August “Augie” Tindell, who during his 20 years as a member of the Columbus City Council doggedly defended his home district of East Columbus, died early Thursday at Johnson Memorial Hospital in Franklin. He was 72.
His was the second death of a former member of the council in less than a week. Ted Ogle, a 16-year member, died Sunday. Tindell was a lifelong Democrat, and Ogle a lifelong Republican.
“In one week, we’ve lost two community leaders on completely opposite sides of the political spectrum,” said former Columbus resident John Brown of Charlotte, N.C., who served on the council with both men. “But here’s what strikes me: Ted and Augie always did what was best for the people and moved ahead. It shows what is so wrong with Washington, D.C., and what is so very right for our community. Augie represented his district and all people in Columbus in the finest possible manner. We couldn’t have asked for a finer representative.”
Tindell announced his retirement from public life in late 2006 when he told supporters that he would step down from the City Council at the end of his fifth term in 2007.
Although he voted on a number of measures that affected the entire city, the veteran councilman had as his first priority the people of the District 1 in East Columbus.
“I can really say with all sincerity that I don’t know when we’ll ever find another man in that district who cared so much,” said former Mayor Fred Armstrong, who, before he began a 16-year run as mayor in 1996, sat alongside Tindell on the council.
“Augie was a down-to-earth guy who really, really took care of his district. I think that very few people in East Columbus disliked Augie because they knew he was always looking out after their interests.”
Tindell’s popularity in his district was unquestioned.
“He was the ideal advocate for the people he represented,” former council member George Dutro said. “He was a plain-spoken guy, and you never had to wonder what he was really thinking.”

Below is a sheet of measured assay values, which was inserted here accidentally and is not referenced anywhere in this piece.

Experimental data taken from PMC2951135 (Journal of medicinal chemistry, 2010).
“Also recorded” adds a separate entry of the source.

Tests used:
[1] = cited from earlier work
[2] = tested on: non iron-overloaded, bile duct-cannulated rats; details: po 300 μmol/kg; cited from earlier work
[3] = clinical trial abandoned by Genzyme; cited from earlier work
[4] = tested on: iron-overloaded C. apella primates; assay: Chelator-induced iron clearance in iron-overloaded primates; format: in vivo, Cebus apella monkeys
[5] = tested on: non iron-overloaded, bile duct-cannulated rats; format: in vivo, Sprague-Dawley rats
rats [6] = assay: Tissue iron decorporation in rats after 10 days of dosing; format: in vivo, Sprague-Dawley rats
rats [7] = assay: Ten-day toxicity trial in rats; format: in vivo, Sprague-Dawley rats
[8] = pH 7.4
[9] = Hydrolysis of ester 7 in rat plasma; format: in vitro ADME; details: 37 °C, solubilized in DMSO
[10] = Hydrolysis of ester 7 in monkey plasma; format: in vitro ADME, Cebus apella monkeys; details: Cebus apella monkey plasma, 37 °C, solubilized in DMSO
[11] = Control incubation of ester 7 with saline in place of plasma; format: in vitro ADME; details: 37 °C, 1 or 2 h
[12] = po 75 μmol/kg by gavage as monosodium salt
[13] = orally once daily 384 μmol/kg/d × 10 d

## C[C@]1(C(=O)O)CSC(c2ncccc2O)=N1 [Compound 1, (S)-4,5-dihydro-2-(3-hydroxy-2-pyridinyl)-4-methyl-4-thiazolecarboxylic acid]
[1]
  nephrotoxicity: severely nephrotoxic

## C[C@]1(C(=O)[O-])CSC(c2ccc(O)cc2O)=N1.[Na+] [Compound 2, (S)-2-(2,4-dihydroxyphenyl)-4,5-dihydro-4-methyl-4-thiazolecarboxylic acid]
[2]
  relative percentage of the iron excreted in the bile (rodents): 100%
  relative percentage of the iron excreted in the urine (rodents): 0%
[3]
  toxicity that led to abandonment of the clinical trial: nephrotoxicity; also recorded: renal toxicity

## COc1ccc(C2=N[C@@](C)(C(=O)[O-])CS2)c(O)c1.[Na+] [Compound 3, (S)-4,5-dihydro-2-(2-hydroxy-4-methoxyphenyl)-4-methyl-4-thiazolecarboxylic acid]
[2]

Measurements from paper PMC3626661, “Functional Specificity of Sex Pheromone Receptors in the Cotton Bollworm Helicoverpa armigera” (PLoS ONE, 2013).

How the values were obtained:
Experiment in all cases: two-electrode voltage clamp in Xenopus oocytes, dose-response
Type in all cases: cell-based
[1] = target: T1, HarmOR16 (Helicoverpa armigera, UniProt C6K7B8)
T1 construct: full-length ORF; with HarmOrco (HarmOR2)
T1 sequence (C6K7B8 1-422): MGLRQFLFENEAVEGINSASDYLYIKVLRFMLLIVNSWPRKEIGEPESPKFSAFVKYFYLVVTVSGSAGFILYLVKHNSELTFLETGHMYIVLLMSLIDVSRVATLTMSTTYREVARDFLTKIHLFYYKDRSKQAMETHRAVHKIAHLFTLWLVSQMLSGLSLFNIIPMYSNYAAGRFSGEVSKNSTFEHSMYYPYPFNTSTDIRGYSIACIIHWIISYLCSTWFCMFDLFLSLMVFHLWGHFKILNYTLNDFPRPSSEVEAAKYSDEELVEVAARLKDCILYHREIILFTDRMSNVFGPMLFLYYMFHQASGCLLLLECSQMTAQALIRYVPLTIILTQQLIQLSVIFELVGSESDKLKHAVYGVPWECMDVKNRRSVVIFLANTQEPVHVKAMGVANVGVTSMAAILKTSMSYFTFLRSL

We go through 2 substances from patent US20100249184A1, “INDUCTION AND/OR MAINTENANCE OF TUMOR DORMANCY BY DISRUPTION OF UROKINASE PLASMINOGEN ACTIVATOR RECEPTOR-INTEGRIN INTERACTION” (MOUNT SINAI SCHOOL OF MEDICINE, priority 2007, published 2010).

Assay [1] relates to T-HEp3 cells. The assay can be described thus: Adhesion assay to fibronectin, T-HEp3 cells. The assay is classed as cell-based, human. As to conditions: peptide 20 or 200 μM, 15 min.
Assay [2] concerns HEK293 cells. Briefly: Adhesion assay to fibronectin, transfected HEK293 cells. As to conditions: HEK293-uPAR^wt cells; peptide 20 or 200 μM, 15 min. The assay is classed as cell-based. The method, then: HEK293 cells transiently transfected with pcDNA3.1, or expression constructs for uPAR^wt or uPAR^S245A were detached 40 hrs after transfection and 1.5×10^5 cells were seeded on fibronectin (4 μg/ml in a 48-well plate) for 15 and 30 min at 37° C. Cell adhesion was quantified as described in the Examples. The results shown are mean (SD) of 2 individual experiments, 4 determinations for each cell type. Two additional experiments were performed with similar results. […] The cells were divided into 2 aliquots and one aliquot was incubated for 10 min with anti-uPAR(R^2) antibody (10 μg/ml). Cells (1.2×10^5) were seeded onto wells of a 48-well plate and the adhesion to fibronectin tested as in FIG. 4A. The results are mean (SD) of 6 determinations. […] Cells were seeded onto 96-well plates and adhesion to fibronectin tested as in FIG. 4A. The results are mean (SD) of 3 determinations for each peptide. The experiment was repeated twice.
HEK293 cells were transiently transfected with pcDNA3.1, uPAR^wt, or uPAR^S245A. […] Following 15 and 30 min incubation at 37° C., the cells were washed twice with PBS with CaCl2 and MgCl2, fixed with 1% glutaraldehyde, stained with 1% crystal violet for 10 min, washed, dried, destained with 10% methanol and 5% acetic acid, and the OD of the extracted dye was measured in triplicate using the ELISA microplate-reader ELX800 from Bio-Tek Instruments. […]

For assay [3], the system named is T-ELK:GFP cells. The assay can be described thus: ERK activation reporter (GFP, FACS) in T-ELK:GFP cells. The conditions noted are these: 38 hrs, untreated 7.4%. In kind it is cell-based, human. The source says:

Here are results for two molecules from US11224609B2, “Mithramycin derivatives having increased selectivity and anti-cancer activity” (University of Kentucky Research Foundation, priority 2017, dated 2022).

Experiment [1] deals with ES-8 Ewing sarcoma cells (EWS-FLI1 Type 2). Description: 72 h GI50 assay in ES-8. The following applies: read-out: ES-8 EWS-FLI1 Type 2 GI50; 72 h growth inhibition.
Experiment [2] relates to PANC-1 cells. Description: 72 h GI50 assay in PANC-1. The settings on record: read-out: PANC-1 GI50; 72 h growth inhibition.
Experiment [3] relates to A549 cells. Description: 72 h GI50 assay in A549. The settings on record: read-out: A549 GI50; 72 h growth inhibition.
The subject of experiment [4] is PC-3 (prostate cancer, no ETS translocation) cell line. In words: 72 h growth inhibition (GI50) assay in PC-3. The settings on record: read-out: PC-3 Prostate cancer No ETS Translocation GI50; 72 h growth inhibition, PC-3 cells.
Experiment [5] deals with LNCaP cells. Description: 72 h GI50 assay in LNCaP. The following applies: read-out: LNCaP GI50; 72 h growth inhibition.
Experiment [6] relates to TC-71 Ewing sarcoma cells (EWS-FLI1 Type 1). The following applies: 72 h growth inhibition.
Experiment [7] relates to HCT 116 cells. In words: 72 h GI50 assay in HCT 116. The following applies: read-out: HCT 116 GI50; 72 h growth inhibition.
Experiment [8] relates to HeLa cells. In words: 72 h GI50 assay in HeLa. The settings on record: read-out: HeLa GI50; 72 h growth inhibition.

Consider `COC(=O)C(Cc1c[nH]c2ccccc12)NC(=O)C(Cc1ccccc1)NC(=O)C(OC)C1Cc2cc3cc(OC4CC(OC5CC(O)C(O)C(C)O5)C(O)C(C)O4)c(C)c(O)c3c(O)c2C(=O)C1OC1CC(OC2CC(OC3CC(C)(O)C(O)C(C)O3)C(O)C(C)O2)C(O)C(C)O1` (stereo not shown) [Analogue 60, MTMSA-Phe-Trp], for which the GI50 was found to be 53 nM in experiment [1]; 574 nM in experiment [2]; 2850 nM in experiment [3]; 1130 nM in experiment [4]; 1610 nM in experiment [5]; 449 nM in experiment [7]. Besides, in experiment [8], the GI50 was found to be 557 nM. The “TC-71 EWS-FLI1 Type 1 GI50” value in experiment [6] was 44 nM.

His fierce representation of his district sometimes brought him into conflict with mayors and fellow members of the council.
In his first year in office, he took issue with the initial plans by the Columbus Parks and Recreation Department to expand an interconnected system of hiking, biking and jogging trails for the city.
While supportive of the overall project, he criticized developers for leaving the east side out of the initial plan, saying, “Now you know why people in East Columbus raise so much hell,” he said at the time. “It’s because nothing ever gets done over there.”
Later planners included links with Clifty Park in the People Trails project.
Constituent service was a primary mission for the working man who spent much of his adult life at the Reliance Electric Reeves plant on Seventh Street.
“Augie held coffee meetings with East Columbus residents every Tuesday at 11 a.m. at the Eastside Community Center,” remembered Priscilla Scalf, who replaced Tindell on the City Council in 2008. “He always wanted to be there for them. ... People in the district called him the mayor of East Columbus.”
One of his proudest achievements was an effort to get the city to rigidly enforce an ordinance about abandoned vehicles. The problem was especially acute in East Columbus, and his pressure on city officials to do something about it has been credited for the improved appearances in the area.
There were instances when Tindell worked behind the scenes to improve his neighborhood. Scalf and former Columbus Mayor Nancy Ann Brown both recalled his efforts in helping to establish and keep alive the Eastside Community Center.
“Augie contributed a lot to the community that most people never knew about,” said Brown, whose time as mayor ended before Tindell was elected to the City Council. “He put a lot of love and effort into that community (and) Eastside Community Center. He certainly was a major asset for it.”
Scalf, who became director of the center in 1998, said that Tindell worked especially hard in keeping the center open in the face of several adversities.
“He believed it was so important to the residents of East Columbus,” she said.
Although Tindell could be blunt in making his points during heated discussions, his was often the stabilizing voice of reason.
“Augie had a gentle way of getting his point across,” said Hutch Schumaker, whose father Ab had served alongside Tindell on the council for several years. “He always did it in a nonthreatening and nonconfrontational way. He truly believed you got more done by being a nice guy than a tough guy. He was a nice guy.”
Funeral arrangements are pending at Myers-Reed Chapel, 3729 25th St.